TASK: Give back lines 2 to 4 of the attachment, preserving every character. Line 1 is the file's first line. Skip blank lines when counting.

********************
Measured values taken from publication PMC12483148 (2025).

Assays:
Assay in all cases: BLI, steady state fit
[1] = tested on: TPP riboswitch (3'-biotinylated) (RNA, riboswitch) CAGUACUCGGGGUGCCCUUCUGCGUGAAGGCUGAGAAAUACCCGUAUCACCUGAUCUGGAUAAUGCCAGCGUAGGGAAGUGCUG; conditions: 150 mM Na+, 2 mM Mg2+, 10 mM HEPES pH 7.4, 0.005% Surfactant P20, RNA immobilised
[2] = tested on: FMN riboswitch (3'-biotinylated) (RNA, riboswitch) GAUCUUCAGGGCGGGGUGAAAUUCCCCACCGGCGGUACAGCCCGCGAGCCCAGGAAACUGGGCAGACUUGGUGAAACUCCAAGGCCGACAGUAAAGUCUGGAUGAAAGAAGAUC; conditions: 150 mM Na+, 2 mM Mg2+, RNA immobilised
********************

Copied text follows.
Assays:
Assay in all cases: BLI, steady state fit
[1] = tested on: TPP riboswitch (3'-biotinylated) (RNA, riboswitch) CAGUACUCGGGGUGCCCUUCUGCGUGAAGGCUGAGAAAUACCCGUAUCACCUGAUCUGGAUAAUGCCAGCGUAGGGAAGUGCUG; conditions: 150 mM Na+, 2 mM Mg2+, 10 mM HEPES pH 7.4, 0.005% Surfactant P20, RNA immobilised